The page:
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  17.  38
    Evolution and Normativity.Michael Bradie - 2007 - In Mohan Matthen & Christopher Stephens (eds.), Philosophy of Biology. Elsevier. pp. 201.
  18. Polanyi on the Meno Paradox.Michael Bradie - 1974 - Philosophy of Science 41 (2):203.
    In [1] Michael Polanyi argues that in order to understand how scientists come to recognize problems as problems, we must invoke a concept of “tacit knowing.” Tacit knowledge is a kind of knowledge of which we are aware but which cannot be made explicit. Polanyi argues that a paradox discussed in the Meno cannot be solved without appeal to this notion of tacit knowledge. Here I want to argue, quite simply, that Polanyi's formulation of the “paradox” can be easily subverted (...)
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  19. The Causal Theory of Perception.Michael P. Bradie - 1976 - Synthese 33 (2-4):41 - 74.
  20.  46
    Rationality and the Objectivity of Values.Michael Bradie - 1984 - The Monist 67 (3):467-482.
    One of the central themes of Hilary Putnam’s recent book, Reason, Truth and History, is the objectivity of values. The objectivity of values is a central component of the position Putnam calls “internal realism.” Internal realism is an attempt to delimit a point of view which is, on the one hand, objective, and, on the other, non-absolutistic. Internal realism is located precariously between an absolutist position which Putnam calls “metaphysical realism” and a sceptical relativism. The trick is to maintain the (...)
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  21. Recent Developments in the Physics of Time and General Cosmology.Michael Bradie - 1985 - Journal of Chinese Philosophy 12 (4):371-395.
  22.  39
    The ‘New Science of Memetics’: The Case Against.Michael Bradie - 2003 - Think 2 (5):27-30.
    Michael Bradie does not share Blackmore's enthusiasm for the ‘new science of memetics’.
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  23.  54
    What's Wrong with Methodological Naturalism?Michael Bradie - 2009 - Human Affairs 19 (2):126 - 137.
    The compatibility of Darwinism with religious beliefs has been the subject of vigorous debate from 1859 to the present day. Darwin himself did not think that there was any incompatibility between his theory of natural selection and the existence of God. However, he did not think that appeals to the direct or indirect activity of a Creator substantially increased our understanding of any natural phenomenon. In effect, Darwin endorsed what we would today label as ’methodological naturalism,’ roughly the view that (...)
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  24.  36
    Scientific Method: The Hypothetico-Experimental Laboratory Procedure of the Physical Sciences. [REVIEW]Michael Bradie - 1973 - Philosophy of Science 40 (3):467-468.
  25.  63
    Recent Work on Criteria for Event Identity, 1967-1979.Michael Bradie - 1983 - Philosophy Research Archives 9:29-77.
    The paper reviews the arguments for and against a number of criteria for event identity. The proliferation of such criteria in the 1970’s raises the question of how one is to choose between them. Eight adequacy conditions, whose own adequacy has been argued for elsewhere, are determined to be insufticient for deciding among the criteria. Some concluding remarks about the role of the adequacy conditions and the problem of choosing a criterion are offered. Finally, questions about the nature of and (...)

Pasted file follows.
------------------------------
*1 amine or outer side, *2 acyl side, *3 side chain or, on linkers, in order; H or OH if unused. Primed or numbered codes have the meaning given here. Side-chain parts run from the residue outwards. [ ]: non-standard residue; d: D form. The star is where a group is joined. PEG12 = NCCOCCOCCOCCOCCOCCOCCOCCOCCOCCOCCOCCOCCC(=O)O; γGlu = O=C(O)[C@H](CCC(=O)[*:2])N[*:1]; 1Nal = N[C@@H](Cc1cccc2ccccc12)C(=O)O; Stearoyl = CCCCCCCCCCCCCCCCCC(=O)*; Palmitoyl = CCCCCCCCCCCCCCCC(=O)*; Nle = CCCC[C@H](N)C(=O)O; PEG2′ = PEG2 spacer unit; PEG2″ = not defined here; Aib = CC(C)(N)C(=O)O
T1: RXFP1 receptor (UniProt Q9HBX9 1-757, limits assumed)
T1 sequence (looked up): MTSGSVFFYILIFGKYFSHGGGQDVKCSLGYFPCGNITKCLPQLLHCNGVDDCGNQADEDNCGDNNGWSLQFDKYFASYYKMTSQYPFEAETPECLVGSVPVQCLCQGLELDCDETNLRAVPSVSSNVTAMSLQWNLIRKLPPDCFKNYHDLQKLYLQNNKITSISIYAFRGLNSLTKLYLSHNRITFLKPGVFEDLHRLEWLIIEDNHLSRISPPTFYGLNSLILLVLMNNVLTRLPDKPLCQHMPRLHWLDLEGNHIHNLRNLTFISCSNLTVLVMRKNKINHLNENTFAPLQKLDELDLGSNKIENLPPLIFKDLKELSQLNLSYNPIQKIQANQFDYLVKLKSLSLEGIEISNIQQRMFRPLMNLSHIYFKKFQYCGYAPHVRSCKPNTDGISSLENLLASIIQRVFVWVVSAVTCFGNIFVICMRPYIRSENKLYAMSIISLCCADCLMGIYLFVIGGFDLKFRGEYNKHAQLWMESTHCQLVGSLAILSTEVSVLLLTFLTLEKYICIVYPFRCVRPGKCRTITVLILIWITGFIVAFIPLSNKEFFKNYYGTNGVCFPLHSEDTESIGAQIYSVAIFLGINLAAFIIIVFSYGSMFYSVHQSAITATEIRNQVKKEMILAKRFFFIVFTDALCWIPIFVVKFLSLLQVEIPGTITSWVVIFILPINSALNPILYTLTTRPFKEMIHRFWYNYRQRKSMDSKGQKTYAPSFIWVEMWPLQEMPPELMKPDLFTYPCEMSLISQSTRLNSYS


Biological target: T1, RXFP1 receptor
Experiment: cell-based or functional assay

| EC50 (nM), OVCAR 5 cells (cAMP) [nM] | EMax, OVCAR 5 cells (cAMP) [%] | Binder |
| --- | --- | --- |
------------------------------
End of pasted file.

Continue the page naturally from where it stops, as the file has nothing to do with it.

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  26.  39
    Sociobiology and the Roots of Normativity.Michael Bradie - 2004 - Think 2 (6):73-82.
    Michael Bradie challenges the assumption, common among sociobiologists and evolutionary psychologists, that it is to science, not philosophy, that we must look if we wish to answer the fundamental questions of ethics.
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  27.  38
    Individualism and Holism in the Social Sciences.Michael Bradie - 2002 - Analyse & Kritik 24 (1):87-100.
    Harold Kincaid's 'Individualism and the Unity of Science' is a subtle and nuanced analysis of the interlocking themes and issues surrounding the struggle between 'holists' and 'individualists' in the social sciences. Two major claims, one substantial and one methodological, emerge from this analysis. The substantial claim is a defence of a 'non-reductive unity' of the sciences. The methodological claim is that the disputes between reductionists and pluralists or between individualists and holists are empirical and not conceptual disputes. In this paper, (...)
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  28.  11
    The Evolution of Scientific Lineages.Michael Bradie - 1990 - PSA: Proceedings of the Biennial Meeting of the Philosophy of Science Association 1990:245 - 254.
    The fundamental dialectic of Science as a Process is the interaction between two narrative levels. At one level, the book is a historical narrative of one aspect of one ongoing problem in systematics. At the second level, Hull presents a theoretical model of the scientific process which draws heavily on invoked similarities between biological and scientific change. I first situate the model as one alternative among several which loosely fit under the umbrella of 'evolutionary epistemologies.' Second, I explore one of (...)
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  29. Do Memes Make Sense? - No.Michael Bradie - 2000 - Free Inquiry 20.
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  30. Nicholas Rescher, Ed., Current Issues in Teleology. [REVIEW]Michael Bradie - 1987 - Philosophy in Review 7:22-24.